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Put the Past in Jesus’ Hands

When they had finished breakfast, Jesus said to Simon Peter, “Simon, son of John, do you love me more than these?” He said to him, “Yes, Lord; you know that I love you.” He said to him, “Feed my lambs.” He said to him a second time, “Simon, son of John, do you love me?” He said to him, “Yes, Lord; you know that I love you.” He said to him, “Tend my sheep.” He said to him the third time, “Simon, son of John, do you love me?” Peter was grieved because he said to him the third time, “Do you love me?” and he said to him, “Lord, you know everything; you know that I love you.” Jesus said to him, “Feed my sheep. Truly, truly, I say to you, when you were young, you used to dress yourself and walk wherever you wanted, but when you are old, you will stretch out your hands, and another will dress you and carry you where you do not want to go.” (This he said to show by what kind of death he was to glorify God.) And after saying this he said to him, “Follow me.” (John 21:15-19 ESV)

In the New Testament, few decisions are as bad as Peter’s. One of three disciples to whom Jesus reveals himself as God on the Mount of Transfiguration (Matt. 17), and the first to declare Jesus as Christ (Mark 8:29), when the going gets tough and everything seems to be falling apart, Peter denies Jesus. And if it wasn’t bad enough, he did it three times. (Luke 22:54-62)

The way Jesus handles Peter should be of great comfort to all of us who have made big mistakes in our lives. In light of Peter’s failure, Jesus doesn’t take back the promise He gave him that he would be the rock on which Jesus would build the church. And Jesus doesn’t rebuke him for his lack of faith. Instead at the end of the Gospel of John, we see Jesus draw attention to Peter’s previous denials so that he can restore Peter to ministry from the fishing business to which he’d returned after Christ’s death on the cross. “Feed my sheep!” Jesus commands Peter after each of the three times he asks Peter if he really loves Jesus. (John 21:15-17.)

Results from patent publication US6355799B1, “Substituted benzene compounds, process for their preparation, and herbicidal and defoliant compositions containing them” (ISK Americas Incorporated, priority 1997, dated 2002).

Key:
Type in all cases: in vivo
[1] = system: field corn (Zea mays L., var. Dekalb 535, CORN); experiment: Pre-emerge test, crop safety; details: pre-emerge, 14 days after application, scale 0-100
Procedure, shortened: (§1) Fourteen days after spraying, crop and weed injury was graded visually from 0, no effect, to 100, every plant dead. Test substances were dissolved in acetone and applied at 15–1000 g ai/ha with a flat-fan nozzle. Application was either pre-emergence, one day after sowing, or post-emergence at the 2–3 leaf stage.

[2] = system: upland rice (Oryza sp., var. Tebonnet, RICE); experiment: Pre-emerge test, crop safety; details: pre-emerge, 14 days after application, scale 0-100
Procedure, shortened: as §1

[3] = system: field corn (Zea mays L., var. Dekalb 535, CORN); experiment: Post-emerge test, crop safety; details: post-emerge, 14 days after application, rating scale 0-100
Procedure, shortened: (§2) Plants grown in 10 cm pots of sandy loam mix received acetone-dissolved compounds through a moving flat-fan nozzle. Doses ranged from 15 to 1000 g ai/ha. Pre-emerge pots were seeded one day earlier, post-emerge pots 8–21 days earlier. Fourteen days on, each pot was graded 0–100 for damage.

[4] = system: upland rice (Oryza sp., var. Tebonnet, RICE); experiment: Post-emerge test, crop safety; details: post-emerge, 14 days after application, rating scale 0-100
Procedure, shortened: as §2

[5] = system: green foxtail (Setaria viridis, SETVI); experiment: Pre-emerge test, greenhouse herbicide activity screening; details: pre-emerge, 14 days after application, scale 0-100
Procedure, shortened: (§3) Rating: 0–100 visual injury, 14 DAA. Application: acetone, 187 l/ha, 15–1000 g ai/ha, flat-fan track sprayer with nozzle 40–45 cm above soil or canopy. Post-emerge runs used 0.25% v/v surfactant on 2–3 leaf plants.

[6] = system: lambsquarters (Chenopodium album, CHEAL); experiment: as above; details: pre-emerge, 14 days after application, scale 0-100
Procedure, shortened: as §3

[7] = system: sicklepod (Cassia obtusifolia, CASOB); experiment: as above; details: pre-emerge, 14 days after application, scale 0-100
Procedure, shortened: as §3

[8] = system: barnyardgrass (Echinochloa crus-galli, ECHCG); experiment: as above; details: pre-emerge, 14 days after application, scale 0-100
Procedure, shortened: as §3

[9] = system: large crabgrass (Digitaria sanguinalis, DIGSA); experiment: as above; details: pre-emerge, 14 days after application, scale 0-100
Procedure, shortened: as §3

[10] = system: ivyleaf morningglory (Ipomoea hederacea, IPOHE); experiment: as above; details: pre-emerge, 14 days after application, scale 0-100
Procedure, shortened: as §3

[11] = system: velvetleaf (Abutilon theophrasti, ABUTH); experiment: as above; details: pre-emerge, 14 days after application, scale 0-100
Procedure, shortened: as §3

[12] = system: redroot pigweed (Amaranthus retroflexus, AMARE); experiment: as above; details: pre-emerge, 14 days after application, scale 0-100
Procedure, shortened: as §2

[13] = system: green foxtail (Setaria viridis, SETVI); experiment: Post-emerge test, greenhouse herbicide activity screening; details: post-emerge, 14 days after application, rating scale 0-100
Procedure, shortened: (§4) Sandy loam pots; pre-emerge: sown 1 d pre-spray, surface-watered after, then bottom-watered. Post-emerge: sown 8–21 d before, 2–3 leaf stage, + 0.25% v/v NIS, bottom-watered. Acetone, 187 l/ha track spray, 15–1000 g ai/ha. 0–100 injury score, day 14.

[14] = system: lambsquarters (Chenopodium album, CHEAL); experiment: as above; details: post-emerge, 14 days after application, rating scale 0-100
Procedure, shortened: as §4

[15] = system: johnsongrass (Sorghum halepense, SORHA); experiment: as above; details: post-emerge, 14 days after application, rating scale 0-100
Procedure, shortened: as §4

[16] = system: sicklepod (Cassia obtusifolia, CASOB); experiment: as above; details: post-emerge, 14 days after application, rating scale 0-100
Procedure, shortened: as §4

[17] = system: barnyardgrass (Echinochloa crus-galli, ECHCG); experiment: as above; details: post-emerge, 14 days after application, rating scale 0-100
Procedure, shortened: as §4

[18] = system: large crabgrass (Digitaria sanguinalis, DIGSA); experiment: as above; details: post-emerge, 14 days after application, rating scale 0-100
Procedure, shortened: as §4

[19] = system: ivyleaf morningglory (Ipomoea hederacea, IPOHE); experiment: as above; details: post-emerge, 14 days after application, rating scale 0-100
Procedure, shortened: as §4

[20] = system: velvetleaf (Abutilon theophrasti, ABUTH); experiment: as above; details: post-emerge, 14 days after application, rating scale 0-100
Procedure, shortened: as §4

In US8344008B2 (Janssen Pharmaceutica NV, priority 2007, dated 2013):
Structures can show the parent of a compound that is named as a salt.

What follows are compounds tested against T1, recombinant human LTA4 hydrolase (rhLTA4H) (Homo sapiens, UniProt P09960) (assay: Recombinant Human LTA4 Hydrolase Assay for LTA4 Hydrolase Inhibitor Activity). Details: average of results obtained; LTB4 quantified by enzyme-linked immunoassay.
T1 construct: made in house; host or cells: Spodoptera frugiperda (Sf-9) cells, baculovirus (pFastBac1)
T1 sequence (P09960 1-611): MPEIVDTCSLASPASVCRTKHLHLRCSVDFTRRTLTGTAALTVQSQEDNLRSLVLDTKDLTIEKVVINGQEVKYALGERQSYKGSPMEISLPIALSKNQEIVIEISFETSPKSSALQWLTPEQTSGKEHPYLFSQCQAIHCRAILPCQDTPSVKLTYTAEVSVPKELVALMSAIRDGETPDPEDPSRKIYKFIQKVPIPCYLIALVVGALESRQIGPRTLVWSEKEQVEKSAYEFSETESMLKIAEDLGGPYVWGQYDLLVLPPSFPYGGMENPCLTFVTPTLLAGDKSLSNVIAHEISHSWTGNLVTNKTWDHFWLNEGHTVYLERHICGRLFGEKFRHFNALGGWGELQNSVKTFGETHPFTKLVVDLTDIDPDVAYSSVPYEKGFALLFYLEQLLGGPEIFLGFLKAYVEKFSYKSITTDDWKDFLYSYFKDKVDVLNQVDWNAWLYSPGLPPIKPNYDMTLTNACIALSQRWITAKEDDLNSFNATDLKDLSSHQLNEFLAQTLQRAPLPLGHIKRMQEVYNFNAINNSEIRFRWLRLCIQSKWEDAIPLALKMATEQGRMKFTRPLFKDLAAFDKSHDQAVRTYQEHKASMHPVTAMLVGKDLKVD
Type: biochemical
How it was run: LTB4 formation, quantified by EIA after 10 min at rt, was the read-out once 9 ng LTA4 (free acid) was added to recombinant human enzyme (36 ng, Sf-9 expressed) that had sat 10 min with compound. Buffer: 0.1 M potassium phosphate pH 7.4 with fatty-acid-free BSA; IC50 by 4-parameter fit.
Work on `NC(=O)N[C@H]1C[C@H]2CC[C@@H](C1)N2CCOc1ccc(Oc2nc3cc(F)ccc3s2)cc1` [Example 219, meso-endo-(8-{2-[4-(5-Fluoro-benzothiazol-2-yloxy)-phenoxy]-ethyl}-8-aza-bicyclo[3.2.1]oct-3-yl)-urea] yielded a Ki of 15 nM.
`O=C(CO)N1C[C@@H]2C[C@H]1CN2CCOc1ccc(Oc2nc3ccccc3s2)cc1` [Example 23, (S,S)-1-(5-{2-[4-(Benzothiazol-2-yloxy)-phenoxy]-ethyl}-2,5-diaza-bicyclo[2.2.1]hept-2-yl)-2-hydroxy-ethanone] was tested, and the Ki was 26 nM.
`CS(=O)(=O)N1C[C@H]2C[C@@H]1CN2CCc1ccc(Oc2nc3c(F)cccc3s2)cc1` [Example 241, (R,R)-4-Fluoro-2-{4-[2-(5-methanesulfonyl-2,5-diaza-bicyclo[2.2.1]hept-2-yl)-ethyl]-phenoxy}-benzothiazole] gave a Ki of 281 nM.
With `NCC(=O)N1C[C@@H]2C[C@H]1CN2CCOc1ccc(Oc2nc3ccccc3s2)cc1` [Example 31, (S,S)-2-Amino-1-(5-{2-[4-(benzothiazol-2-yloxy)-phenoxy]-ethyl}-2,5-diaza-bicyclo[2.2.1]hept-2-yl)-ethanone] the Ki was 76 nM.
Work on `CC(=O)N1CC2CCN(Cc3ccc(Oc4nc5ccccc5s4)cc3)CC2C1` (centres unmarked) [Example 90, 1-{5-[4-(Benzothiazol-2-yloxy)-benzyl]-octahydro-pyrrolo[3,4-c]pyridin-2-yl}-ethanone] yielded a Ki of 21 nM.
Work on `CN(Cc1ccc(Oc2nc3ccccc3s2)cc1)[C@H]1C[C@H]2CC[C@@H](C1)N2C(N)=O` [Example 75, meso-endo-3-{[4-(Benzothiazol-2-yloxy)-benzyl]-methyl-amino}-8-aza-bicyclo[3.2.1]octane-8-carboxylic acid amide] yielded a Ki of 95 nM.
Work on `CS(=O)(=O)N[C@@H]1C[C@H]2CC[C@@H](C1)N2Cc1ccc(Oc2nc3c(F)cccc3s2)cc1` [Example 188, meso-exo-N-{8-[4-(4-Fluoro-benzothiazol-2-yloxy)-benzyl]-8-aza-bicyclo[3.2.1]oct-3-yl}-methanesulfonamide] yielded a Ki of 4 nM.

Although learning to “forget what is past and press onto the future” is a healthy Biblical response to the daily dings we pick up from living life, sometimes, getting “past the past” isn’t as simple as moving on. Sometimes, if the hurts are big enough, we can only “put away” the past by letting Jesus have the last, loving word on it. Jesus wants us to have a chance to “make it right.” And, more importantly, he wants to show us that He went before us in that hurt from the beginning, and that Jesus goes before us in whatever the future brings, be it in suffering, as in Peter’s case, or prosperity.

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